After signing a three-year contract worth nearly $21MM with the Spurs this past offseason, DeMarre Carroll expected to play a regular role for the team, but that hasn’t been the case so far.
Carroll, who averaged 27.7 MPG in 140 games for Brooklyn over the past two seasons, has played just 10.9 minutes per contest in 2019/20 and hasn’t appeared at all in more than half of the Spurs’ games. As Jeff McDonald of The San Antonio Express-News writes, the veteran forward has been caught off guard by the string of DNP-CDs.
“I did not have this in mind,” Carroll said. “Every time I play a different team, they always ask what it’s like to play here. I literally have no clue. I have no answer. All I can do is just stay ready.
“… It’s very difficult, this right here,” Carroll added. “Establishing myself as a player in this league, then re-establishing myself. It’s definitely been difficult. It’s just been another bump in the road. I have to keep fighting.”
Carroll, who hasn’t seen any action since December 3, was one of the Spurs’ top targets in the summer — word of an agreement between the two sides broke within 90 minutes of the start of free agency. And while San Antonio’s agreement with Marcus Morris is frequently cited as the reason why the team had to trade Davis Bertans, the Spurs essentially chose Carroll over Bertans too — the three-way deal that sent Bertans to Washington brought Carroll to San Antonio via sign-and-trade.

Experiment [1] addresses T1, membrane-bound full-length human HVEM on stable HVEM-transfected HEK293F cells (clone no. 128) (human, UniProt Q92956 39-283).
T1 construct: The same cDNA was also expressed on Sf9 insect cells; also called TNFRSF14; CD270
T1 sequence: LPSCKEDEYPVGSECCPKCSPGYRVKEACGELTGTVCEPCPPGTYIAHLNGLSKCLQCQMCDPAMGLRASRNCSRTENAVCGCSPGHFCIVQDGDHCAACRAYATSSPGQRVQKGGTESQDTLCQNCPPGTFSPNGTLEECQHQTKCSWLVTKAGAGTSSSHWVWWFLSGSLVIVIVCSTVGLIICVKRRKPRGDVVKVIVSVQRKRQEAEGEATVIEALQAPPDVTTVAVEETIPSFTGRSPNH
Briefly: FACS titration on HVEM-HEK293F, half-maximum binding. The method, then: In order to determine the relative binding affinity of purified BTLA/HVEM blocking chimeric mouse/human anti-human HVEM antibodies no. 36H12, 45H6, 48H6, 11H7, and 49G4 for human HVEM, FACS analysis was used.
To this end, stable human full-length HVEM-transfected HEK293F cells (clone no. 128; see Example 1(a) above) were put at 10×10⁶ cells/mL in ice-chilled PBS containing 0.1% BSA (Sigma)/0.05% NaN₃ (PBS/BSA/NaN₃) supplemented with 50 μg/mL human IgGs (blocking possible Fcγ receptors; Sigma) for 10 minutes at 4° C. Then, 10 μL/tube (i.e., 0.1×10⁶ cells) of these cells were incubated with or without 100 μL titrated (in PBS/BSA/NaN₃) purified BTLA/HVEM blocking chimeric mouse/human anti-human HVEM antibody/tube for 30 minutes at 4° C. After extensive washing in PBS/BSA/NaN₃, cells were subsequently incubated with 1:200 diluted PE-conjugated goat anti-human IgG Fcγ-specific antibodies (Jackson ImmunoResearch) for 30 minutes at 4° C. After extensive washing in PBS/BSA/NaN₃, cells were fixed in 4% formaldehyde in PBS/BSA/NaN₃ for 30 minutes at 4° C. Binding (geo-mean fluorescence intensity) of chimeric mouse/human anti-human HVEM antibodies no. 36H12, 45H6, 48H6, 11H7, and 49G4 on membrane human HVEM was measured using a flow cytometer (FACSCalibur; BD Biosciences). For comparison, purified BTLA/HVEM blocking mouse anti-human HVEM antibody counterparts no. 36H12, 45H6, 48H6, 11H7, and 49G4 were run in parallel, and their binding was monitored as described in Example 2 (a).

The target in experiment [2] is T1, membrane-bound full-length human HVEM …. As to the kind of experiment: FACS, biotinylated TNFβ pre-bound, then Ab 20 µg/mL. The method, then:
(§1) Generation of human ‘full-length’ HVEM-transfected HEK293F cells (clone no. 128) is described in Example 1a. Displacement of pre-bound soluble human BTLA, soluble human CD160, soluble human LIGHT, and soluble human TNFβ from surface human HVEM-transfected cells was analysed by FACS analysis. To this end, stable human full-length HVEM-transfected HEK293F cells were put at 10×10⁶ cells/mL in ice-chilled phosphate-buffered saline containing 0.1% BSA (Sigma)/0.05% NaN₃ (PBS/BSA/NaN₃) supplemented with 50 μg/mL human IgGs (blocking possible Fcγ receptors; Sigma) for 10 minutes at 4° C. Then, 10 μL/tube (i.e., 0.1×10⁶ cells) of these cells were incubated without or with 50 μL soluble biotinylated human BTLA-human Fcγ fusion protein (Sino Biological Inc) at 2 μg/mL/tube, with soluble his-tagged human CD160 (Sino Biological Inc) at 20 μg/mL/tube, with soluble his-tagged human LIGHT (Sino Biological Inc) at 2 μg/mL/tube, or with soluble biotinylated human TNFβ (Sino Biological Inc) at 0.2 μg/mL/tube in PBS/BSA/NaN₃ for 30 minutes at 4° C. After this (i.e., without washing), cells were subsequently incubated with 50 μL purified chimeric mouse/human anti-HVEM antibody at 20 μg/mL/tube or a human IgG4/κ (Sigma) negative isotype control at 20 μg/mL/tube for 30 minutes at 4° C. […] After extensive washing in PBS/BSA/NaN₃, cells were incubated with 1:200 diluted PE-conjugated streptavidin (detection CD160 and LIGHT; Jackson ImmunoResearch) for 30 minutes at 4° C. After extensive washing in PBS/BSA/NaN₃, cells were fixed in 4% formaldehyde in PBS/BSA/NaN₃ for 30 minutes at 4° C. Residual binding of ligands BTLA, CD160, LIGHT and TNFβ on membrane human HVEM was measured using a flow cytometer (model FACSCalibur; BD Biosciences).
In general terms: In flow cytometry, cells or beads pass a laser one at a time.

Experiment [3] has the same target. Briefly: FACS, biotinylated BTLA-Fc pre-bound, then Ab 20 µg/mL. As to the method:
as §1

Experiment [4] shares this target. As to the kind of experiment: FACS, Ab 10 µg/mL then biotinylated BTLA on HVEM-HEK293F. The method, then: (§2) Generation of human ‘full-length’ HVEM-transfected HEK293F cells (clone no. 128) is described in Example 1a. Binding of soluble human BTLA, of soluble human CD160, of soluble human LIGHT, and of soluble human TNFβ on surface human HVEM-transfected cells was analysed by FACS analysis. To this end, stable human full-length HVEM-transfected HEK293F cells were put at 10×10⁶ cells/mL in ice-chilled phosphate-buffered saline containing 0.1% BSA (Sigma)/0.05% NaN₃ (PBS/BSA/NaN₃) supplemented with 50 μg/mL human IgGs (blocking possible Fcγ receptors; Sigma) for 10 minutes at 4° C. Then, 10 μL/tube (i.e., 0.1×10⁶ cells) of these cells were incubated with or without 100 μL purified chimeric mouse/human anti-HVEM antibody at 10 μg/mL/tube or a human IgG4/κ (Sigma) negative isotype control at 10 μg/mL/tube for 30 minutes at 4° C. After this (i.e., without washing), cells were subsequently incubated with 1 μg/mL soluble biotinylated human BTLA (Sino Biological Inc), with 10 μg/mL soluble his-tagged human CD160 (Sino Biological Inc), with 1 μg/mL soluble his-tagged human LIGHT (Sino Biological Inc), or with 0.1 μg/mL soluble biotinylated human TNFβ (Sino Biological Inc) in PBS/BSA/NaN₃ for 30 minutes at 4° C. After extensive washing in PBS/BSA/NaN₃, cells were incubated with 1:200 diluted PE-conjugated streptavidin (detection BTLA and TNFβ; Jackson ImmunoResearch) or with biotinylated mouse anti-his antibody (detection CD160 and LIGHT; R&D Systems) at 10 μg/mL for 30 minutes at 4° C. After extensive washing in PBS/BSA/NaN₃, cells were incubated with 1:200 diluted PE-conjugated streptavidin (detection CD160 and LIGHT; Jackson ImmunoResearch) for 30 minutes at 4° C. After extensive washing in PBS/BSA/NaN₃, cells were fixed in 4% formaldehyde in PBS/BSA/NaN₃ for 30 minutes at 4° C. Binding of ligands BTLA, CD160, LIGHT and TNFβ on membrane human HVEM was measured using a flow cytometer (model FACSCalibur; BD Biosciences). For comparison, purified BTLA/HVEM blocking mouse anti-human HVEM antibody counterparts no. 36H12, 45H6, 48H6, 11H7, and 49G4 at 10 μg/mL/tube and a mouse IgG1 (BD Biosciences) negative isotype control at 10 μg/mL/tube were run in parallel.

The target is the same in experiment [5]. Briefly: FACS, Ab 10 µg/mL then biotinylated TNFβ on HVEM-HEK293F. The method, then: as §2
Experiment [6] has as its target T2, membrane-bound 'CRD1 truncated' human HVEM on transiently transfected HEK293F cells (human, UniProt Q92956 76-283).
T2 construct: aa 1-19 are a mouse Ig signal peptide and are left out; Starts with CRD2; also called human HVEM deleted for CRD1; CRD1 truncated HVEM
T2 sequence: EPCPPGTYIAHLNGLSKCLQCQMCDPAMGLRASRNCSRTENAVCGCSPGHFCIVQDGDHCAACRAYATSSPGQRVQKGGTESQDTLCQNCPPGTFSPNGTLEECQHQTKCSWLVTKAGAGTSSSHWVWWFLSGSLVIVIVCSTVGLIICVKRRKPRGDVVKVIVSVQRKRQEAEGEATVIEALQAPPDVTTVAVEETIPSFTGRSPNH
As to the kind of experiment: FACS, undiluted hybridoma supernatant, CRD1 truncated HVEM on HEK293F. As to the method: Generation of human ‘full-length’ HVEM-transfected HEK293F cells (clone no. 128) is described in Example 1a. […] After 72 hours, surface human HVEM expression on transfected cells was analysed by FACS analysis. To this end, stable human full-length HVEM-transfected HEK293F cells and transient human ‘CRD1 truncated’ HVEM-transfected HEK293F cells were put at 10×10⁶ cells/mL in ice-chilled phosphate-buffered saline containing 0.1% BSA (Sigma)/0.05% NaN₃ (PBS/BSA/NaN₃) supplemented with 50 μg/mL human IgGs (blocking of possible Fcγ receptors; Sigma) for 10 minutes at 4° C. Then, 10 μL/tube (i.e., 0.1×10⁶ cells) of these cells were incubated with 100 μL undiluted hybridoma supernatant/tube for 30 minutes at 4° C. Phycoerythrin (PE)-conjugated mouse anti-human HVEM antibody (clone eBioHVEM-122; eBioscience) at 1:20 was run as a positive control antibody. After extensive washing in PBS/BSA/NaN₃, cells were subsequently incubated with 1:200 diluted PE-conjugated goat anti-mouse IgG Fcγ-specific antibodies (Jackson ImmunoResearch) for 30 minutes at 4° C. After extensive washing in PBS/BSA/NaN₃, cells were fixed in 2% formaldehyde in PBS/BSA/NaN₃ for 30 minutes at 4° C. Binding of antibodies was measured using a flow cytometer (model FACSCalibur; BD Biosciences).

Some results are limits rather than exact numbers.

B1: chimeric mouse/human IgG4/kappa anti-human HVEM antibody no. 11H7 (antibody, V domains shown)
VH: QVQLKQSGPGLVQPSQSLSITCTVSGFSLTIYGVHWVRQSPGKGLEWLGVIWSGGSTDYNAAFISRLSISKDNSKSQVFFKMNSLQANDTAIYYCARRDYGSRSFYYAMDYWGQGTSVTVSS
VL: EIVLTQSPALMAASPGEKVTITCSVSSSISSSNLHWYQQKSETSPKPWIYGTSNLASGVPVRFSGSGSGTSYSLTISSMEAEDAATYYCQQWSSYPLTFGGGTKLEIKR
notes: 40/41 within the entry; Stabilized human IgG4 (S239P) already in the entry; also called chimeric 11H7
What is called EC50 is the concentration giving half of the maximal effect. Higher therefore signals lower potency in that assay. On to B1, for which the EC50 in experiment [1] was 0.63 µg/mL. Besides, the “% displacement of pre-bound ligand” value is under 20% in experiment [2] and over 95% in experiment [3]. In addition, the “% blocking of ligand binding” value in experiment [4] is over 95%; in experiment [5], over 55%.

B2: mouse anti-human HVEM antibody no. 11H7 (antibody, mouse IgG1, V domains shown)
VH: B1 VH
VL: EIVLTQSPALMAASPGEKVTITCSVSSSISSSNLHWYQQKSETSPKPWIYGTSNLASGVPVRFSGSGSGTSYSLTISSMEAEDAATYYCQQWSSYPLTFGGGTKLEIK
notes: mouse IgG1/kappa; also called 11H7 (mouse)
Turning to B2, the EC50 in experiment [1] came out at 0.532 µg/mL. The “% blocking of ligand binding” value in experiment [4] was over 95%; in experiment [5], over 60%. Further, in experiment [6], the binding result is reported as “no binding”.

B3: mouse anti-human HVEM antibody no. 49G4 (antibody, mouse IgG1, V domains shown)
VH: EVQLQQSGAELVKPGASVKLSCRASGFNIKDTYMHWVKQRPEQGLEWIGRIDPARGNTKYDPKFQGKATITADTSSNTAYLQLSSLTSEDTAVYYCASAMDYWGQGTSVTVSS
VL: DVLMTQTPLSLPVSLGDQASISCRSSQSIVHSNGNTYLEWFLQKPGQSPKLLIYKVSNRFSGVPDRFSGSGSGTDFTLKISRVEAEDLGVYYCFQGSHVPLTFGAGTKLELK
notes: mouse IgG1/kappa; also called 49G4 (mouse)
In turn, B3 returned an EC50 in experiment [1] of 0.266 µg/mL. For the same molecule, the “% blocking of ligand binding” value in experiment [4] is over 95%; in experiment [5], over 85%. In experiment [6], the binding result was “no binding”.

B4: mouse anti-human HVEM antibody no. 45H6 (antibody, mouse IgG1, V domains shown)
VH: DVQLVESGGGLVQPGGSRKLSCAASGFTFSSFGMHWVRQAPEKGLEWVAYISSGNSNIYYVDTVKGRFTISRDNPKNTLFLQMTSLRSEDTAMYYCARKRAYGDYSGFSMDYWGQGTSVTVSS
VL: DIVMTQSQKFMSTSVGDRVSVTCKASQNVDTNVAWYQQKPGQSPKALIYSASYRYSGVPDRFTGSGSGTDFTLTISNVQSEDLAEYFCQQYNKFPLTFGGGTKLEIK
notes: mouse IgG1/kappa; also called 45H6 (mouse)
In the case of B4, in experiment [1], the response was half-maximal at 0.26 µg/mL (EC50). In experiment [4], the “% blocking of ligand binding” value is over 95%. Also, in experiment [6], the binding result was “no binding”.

Given how much the Spurs seemed to value Carroll, it’s surprising he hasn’t been used more, but players like Rudy Gay, Marco Belinelli and Lonnie Walker remain ahead of him in the rotation. Spurs head coach Gregg Popovich praised Carroll for how he has handled the situation, as McDonald relays.
“He’s good people,” Popovich said. “At this point, it’s a new program for him and he’s got a couple guys ahead of him at that position. It’s been tough for him to get minutes, but he’s been professional about it and done everything I could ask.”
Despite being disappointed by not having a regular role for the Spurs, Carroll is trying to stay positive rather than griping about his minutes or requesting a trade.
“You don’t know when your opportunity will come,” Carroll said. “Maybe somebody will get hurt, you get traded, it doesn’t matter. You’ve got to be ready. … You try not to have no hard feelings, because it’s going to come back to you. Pop’s the coach; he does what he wants to do. I just got to get ready to play when he asks me to.”